The Mako Difference
Mako Total Hip can help lead to better outcomes, like less pain1 and shorter recovery times1, compared to manual surgery.
In clinical studies, compared to manual hip replacement surgery, Mako Total Hip demonstrated:
More accurate placement and alignment of hip implants based on the surgical plan.2,3
Replication of the feeling of a natural hip.4
Less likelihood of hip dislocation.5,6
Reduced blood loss.7
Preservation of healthy bone.8
Learn more about Mako Robotic-Arm assisted surgery.
Discover Mako SmartRobotics™ surgeons near you to see if a Mako Hip procedure is an option for you.
The journey of Mako Total Hip Replacement (THA) surgery
Step 1 - Scan
Before surgery, a CT scan of your hip is taken and used to develop a 3D virtual model of your unique joint.
Step 2 - Plan
The second step is patient-specific surgical planning.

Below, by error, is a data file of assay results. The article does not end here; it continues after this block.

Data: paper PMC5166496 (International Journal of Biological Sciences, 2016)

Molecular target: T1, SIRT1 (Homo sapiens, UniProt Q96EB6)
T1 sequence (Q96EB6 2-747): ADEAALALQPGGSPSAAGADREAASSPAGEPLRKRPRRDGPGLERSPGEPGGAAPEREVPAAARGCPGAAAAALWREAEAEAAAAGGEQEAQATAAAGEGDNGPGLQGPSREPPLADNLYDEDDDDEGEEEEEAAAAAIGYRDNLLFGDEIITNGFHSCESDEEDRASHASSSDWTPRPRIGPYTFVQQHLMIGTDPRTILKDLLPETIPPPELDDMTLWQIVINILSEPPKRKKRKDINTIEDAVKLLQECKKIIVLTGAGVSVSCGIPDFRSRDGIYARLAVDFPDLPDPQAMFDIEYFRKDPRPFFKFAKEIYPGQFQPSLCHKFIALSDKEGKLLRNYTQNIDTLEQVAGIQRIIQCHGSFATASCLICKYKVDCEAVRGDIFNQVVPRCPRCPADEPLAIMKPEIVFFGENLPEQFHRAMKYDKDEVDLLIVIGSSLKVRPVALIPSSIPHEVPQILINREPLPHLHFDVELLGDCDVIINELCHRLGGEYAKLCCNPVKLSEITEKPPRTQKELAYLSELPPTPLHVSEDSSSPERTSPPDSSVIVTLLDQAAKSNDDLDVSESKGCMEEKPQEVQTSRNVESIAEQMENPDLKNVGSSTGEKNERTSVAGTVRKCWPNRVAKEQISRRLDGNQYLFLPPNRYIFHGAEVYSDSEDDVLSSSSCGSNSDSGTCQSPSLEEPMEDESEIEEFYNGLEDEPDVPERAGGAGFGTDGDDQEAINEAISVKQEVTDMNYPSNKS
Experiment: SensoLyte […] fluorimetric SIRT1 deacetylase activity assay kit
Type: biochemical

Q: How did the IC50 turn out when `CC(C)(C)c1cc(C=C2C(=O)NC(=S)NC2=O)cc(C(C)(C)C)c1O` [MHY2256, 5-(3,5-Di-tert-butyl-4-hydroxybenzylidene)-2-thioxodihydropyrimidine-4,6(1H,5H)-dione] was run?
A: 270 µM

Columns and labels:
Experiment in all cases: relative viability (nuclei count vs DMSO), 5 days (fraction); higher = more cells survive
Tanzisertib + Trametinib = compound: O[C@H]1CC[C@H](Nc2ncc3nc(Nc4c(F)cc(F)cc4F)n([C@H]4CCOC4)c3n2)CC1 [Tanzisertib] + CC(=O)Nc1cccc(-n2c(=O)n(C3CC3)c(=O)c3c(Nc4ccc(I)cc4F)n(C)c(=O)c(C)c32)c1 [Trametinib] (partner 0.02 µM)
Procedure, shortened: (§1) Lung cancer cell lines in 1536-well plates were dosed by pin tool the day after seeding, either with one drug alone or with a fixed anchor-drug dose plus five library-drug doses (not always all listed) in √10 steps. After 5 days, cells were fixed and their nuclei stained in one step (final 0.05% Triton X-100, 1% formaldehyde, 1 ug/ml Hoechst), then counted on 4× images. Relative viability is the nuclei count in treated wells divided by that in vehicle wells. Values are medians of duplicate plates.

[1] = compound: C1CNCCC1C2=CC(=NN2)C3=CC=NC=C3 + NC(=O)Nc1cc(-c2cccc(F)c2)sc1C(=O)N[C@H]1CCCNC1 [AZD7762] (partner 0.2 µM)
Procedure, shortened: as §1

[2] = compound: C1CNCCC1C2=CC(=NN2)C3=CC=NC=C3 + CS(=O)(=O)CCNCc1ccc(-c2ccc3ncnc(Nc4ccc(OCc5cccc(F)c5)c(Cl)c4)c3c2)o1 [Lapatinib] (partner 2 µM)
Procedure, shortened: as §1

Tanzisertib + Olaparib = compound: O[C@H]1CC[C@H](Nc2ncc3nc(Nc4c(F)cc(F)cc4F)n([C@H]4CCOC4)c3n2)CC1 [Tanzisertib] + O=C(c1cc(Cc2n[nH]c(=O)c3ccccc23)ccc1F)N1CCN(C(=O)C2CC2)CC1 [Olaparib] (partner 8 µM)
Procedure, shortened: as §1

Your doctor uses the 3D CT-based model to evaluate your bone structure, disease severity, joint alignment and even the surrounding bone and tissue so that they can determine the desired size, placement and alignment of your implant.
Step 3 - Mako Can
In the operating room, your surgeon guides Mako’s robotic arm to remove arthritic bone and cartilage from the hip. Mako’s Accustop™ technology, creates a virtual boundary that provides tactile resistance to help the surgeon stay within the boundaries defined in your surgical plan.
Throughout the procedure, Mako provides real time data to your surgeon, allowing them to assess the movement and tension of your joint and adjust your surgical plan if desired.
As your surgeon prepares to place the implant into its final position, the robotic arm guides the implant at the desired angle.
Is Mako right for me?
Mako Total Hip Arthroplasty is for people who:
Experience severe hip pain or stiffness resulting from: noninflammatory degenerative joint disease (including osteoarthritis, traumatic arthritis, or avascular necrosis), rheumatoid arthritis or post-traumatic arthritis.
Haven’t experienced adequate relief with conservative treatment options, like bracing, medication or joint fluid supplements.